FG Increases Electricity Tariff For Band A Customers


The Federal Government has jacked up the electricity tariff for Band A customers.

Band A are those who enjoy electricity supply for 20 hours per day.

At a press briefing in Abuja on Wednesday, Musliu Oseni, Vice Chairman of the Nigerian Electricity Regulatory Commission (NERC), said the increase will see customers pay ₦225 kilowatts per hour, up from the current ₦66.

Oseni said these customers represent 15 per cent of the 12 million electricity customers in the country.

He added that the commission had also downgraded some customers on Band A to Band B due to non-fulfilment of the required hours of electricity provided by the electricity distribution company.

“We currently have 800 feeders that are categorised as Band A, but it will now be reduced to under 500. This means that 17 per cent now qualify as Band-A feeders. These feeders only service 15 per cent of total electricity customers connected to the feeders.

“The commission has issued an order which is titled April supplementary order and the commission allows a 235 kilowatt per hour.”

He noted that the review will not affect customers on the other Bands.

Bloomberg on Tuesday reported that power companies will be allowed to raise electricity prices to N200 ($0.15) per kilowatt-hour from N68 for urban consumers.

It quoted people in the presidency with knowledge of the matter saying this was in a bid to attract new investment and slash about $2.3bn spent to cap tariffs (subsidies).

According to the news agency, “Nigerians will now have to pay $2.42 per one million British thermal units from the previous rate of $2.18 MMBtu.”

The increase follows Monday’s announcement by the Nigerian Midstream and Downstream Petroleum Regulatory Authority (NMDPRA) of an increase in the price of natural gas to power.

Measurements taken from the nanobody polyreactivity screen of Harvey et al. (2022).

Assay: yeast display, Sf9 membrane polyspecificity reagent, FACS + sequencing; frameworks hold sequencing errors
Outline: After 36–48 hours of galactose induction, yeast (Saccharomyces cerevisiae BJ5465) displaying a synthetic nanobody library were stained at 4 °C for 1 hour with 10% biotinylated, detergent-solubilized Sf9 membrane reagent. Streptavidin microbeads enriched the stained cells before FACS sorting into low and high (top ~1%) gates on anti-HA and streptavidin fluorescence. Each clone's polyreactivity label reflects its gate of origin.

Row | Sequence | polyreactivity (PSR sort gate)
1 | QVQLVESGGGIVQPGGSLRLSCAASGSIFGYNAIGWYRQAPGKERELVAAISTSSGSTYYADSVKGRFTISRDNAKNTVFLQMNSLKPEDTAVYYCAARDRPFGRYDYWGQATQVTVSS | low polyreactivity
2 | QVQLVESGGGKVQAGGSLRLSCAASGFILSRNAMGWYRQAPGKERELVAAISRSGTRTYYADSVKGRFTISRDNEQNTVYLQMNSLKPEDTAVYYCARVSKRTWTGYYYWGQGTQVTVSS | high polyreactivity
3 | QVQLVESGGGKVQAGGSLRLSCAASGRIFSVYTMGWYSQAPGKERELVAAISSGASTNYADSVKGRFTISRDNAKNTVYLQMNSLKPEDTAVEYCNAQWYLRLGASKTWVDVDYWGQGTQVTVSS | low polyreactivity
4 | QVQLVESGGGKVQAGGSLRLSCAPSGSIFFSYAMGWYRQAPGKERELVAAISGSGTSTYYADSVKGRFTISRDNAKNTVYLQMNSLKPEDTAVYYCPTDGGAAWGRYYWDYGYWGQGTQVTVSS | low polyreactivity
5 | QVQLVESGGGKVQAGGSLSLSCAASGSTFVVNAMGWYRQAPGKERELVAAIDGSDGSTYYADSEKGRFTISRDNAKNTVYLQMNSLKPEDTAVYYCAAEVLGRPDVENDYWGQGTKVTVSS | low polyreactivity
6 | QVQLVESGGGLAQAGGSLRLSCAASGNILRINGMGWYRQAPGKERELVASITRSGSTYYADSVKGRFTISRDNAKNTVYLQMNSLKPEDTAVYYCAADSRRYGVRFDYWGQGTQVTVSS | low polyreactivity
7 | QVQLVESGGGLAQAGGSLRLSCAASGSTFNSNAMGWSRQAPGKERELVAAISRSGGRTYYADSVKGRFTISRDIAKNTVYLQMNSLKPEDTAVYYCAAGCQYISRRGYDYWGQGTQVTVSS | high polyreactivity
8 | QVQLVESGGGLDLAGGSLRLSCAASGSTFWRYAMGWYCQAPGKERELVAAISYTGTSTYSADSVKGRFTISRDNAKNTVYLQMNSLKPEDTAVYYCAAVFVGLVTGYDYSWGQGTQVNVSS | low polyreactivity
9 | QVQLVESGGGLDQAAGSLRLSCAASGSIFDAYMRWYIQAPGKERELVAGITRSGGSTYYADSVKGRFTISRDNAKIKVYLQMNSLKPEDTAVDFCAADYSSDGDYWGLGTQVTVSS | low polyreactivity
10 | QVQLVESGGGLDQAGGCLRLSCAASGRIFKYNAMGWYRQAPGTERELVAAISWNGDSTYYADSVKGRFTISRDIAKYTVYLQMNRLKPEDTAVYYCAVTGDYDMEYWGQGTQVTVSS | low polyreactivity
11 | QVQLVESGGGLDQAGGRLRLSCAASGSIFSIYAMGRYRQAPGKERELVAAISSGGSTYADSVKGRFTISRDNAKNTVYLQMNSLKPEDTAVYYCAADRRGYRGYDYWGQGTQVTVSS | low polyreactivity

Grid Collapse

A week ago the nation was plunged into darkness as the national grid collapsed for the second time in the year.

The first occurrence happened on February 4

Nigeria for decades has been overwhelmed by challenges in the energy sector as a result of an ever-growing population

Data from the Transmission Company of Nigeria (TCN) indicated that the grid collapsed at about 4:00 pm, and dropped from 2,984 megawatts (MW) to zero in an hour, with all 21 plants connected to the grid ceasing operations by 5:00 pm.

In a statement, Abuja Electricity Distribution Company (AEDC)  appealed to consumers for understanding after confirming that the current power outage was due to a system failure from the national grid.

“The system collapsed at about 16:28 hours today 28 March 2024, causing the outage currently being experienced across our franchise area,” AEDC posted on its X handle.

“We appeal for your understanding as all stakeholders are working hard to restore normal supply.”

According to the Energy Progress Report 2022 released by Tracking SDG 7. Nigeria had the lowest access to electricity globally, with an estimated 92 million of the country’s population lacking access to power

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